Chlorhexidine can cause staining on teeth, soft tissues, and restorations due to the color of the product, as well as oral mucosal lesions due to the drying effects of alcohol in the product. Increased calculus formation has been reported with the use of chlorhexidine.6

Chlorine dioxide has antimicrobial properties that work against many bacteria, spores, and viruses. Clinical studies demonstrate chlorine dioxide is effective in the control of waterline contamination in ultrasonic scaling units. Products that contain a ready-to-use formula with chlorine dioxide can be a valuable chairside tool for use as a prerinse. Patients can also use these products and at home to eliminate destructive oral bacteria.


Breaking the chain of infection both inside and outside the dental environment is a crucial step for communities. As dental practices reopen, dental professionals now carry the important responsibility of explaining the capabilities of over-the-counter antimicrobial oral care products to lessen the potential for destructive bacteria. One such product line is available from CloSYS. Its products contain a patented antimicrobial chlorine dioxide formula that is pH balanced, naturally activated by amino acids in saliva, does not require premixing, and does not harm healthy bacteria. 

Editor’s note: This article is sponsored by CloSYS. Content has been reviewed for editorial integrity per RDH guidelines. For more information on RDH standards of editorial excellence, see rdhmag.com/page/submission-guidelines.


  1. Narayana TV, Mohanty L, Sreenath G, Vidhyadhari P. Role of preprocedural rinse and high volume evacuator in reducing bacterial contamination in bioaerosols. J Oral Maxillofac Pathol. 2016;20(1):59‐65. doi:10.4103/0973-029X.180931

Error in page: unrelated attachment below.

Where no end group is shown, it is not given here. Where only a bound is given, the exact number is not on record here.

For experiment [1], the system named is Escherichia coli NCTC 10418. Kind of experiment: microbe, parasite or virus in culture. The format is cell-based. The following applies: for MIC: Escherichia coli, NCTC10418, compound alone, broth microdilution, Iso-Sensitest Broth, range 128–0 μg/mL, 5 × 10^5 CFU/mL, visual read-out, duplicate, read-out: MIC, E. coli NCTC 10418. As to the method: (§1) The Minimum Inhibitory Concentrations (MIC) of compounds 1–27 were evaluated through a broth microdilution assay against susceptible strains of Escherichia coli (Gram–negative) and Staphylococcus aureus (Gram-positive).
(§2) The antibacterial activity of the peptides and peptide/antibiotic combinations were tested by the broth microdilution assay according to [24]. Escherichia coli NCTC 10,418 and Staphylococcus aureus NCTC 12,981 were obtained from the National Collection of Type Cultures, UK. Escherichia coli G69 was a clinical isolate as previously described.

2. Gupta G, Mitra D, Ashok KP, et al. Efficacy of preprocedural mouth rinsing in reducing aerosol contamination produced by ultrasonic scaler: a pilot study. J Periodontol. 2014;85(4):562‐568. doi:10.1902/jop.2013.120616
  3. American Dental Association. Oral health topics. Mouthwash (mouth rinse). Last updated August 29, 2019. Accessed April 15, 2020. https://www.ada.org/en/member-center/oral-health-topics/mouthrinse#
  4. Aas JA, Paster BJ, Stokes LN, et al. Defining the normal bacterial flora of the oral cavity. J Clin Microbiol. 2005;43(11):5721-5732.
  5. Gomes-Filho IS, Passos JS, Seixas da Cruz S. Respiratory disease and the role of oral bacteria. J Oral Microbiol. 2010;2:10.3402/jom.v2i0.5811.
  6. Wirthlin MR, Ahn BJ, Enriquez B, Hussain MZ. Effects of stabilized chlorine dioxide and chlorhexidine mouthrinses in vitro on cells involved in periodontal healing. J West Soc Periodontol Periodontal Abstr. 2006;54(3):67-71.

AMBER AUGER, MPH, RDH, is a practicing dental hygienist and clinical innovations implementation specialist. With 14 years of experience in the dental industry, Auger works with practices to provide customized protocols to refocus on the patient experience and to utilize systemic approaches to periodontal therapy. She is a regular contributor to RDH magazine, a featured author for DentistryIQ, and host of #AskAmberRDH. Auger also provides preventive services abroad yearly and is always willing to have dental professionals join her team. She can be reached at [email protected].